While the cause of cancer is still mostly a dark mystery, study after study indicates that diet plays a powerful role. In fact, researchers say one third of all cancers are diet-related, which would make diet the second-leading cause of cancer after tobacco products.
What can you do to lower your cancer risk? A balanced, plant-based diet that is low in saturated fats and high in fresh fruits and vegetables,the kind of diet you know you should be following for good health in the first place, is your best bet. Here’s why.
A high-fat diet triggers the body to produce estrogen and testosterone, too much of which can set the stage for breast or prostate cancer. Fat from red meat can increase the production of free radicals, which damage healthy cells and give cancer cells an edge. In addition, the body creates bile to digest red meat. Bile that sits in the intestines for too long converts into a compound that promotes tumor growth, raising the risk of colon cancer.
The American Cancer Society’s position is that too much fat, whatever the source, in a diet can contribute to obesity, which has been linked to an increased risk for several types of cancer, including breast, kidney, esophageal and endometrial.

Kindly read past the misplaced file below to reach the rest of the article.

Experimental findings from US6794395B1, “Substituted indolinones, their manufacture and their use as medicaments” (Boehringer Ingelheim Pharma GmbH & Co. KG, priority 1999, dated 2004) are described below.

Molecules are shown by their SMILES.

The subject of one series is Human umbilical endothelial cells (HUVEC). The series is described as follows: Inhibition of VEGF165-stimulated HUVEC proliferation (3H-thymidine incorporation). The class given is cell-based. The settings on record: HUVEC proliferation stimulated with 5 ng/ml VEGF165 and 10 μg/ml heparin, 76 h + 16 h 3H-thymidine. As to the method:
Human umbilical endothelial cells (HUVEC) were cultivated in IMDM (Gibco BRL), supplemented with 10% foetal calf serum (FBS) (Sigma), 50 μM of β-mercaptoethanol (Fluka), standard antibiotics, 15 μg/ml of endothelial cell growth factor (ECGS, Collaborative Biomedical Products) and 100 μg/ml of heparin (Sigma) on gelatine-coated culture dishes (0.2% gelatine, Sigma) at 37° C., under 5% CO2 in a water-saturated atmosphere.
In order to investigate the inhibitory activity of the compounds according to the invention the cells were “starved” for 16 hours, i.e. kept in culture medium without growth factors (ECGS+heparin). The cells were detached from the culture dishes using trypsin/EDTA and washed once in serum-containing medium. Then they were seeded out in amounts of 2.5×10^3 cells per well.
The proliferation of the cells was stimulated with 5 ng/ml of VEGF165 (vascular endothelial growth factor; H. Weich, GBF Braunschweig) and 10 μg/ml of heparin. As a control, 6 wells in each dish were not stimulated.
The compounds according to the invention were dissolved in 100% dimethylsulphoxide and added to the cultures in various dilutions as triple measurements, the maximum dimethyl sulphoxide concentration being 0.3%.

A diet rich in fruits and vegetables is linked to a lower risk of several types of cancer; the reasons why are probably multifold. One could be the antioxidant, free-radical-fighting benefits of vitamin C, beta carotene and other compounds found in many fruits and vegetables.
Researchers are looking into the role of phytochemicals, various compounds produced by plants. Some of the compounds seem to act as antioxidants and regulate hormones for the plants as well as the people who eat them. In addition to fruits and vegetables, soy foods, legumes and garlic are rich in phytochemicals. Cruciferous vegetables, including broccoli, cabbage, brussels sprouts, cauliflower and bok choy, contain several of these compounds and are often recommended in the fight against cancer.
Finally, roll your eyes if you must, but fiber is a champ against cancer. A healthy amount of fiber will push bile and other potential carcinogens through the body, preventing them from attaching and becoming tumors. It will also push through estrogen and testosterone, keeping them from building up to dangerous levels. The National Cancer Institute recommends 20 to 35 grams of fiber per day to keep your risk down. Beans, prunes, whole grain bread and raw vegetables are a good source of fiber, and be sure to keep the skins on those apples.
Since so many pieces of the “healthy diet” puzzle are interlinked, you can’t shortcut with supplements or you’ll miss out on some of the benefits. A well-rounded diet is the only way to go.
But your body will thank you kindly, and your effort could save your life.